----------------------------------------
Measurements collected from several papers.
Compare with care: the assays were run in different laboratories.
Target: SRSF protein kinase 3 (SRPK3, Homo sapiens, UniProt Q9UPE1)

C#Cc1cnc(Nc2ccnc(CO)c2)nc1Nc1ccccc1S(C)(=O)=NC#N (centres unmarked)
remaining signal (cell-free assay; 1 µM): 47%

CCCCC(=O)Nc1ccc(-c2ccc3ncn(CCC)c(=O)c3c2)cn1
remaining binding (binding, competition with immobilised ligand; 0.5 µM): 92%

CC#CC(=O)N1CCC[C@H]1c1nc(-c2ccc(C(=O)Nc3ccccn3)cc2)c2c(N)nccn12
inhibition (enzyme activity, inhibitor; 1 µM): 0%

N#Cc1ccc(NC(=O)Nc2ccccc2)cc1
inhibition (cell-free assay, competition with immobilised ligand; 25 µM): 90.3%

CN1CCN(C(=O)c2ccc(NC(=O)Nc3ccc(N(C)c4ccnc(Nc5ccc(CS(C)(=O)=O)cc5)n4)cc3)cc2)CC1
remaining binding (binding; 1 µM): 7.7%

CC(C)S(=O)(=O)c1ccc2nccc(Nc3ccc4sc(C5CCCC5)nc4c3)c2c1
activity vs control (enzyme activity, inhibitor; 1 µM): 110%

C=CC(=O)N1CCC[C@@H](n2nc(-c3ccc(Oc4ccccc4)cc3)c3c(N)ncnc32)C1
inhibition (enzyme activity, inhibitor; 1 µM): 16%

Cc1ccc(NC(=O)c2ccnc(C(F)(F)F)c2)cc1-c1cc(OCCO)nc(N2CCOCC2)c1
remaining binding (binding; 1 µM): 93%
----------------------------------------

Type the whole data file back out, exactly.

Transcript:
Measurements collected from several papers.
Compare with care: the assays were run in different laboratories.
Target: SRSF protein kinase 3 (SRPK3, Homo sapiens, UniProt Q9UPE1)

C#Cc1cnc(Nc2ccnc(CO)c2)nc1Nc1ccccc1S(C)(=O)=NC#N (centres unmarked)
remaining signal (cell-free assay; 1 µM): 47%

CCCCC(=O)Nc1ccc(-c2ccc3ncn(CCC)c(=O)c3c2)cn1
remaining binding (binding, competition with immobilised ligand; 0.5 µM): 92%

CC#CC(=O)N1CCC[C@H]1c1nc(-c2ccc(C(=O)Nc3ccccn3)cc2)c2c(N)nccn12
inhibition (enzyme activity, inhibitor; 1 µM): 0%

N#Cc1ccc(NC(=O)Nc2ccccc2)cc1
inhibition (cell-free assay, competition with immobilised ligand; 25 µM): 90.3%

CN1CCN(C(=O)c2ccc(NC(=O)Nc3ccc(N(C)c4ccnc(Nc5ccc(CS(C)(=O)=O)cc5)n4)cc3)cc2)CC1
remaining binding (binding; 1 µM): 7.7%

CC(C)S(=O)(=O)c1ccc2nccc(Nc3ccc4sc(C5CCCC5)nc4c3)c2c1
activity vs control (enzyme activity, inhibitor; 1 µM): 110%

C=CC(=O)N1CCC[C@@H](n2nc(-c3ccc(Oc4ccccc4)cc3)c3c(N)ncnc32)C1
inhibition (enzyme activity, inhibitor; 1 µM): 16%

Cc1ccc(NC(=O)c2ccnc(C(F)(F)F)c2)cc1-c1cc(OCCO)nc(N2CCOCC2)c1
remaining binding (binding; 1 µM): 93%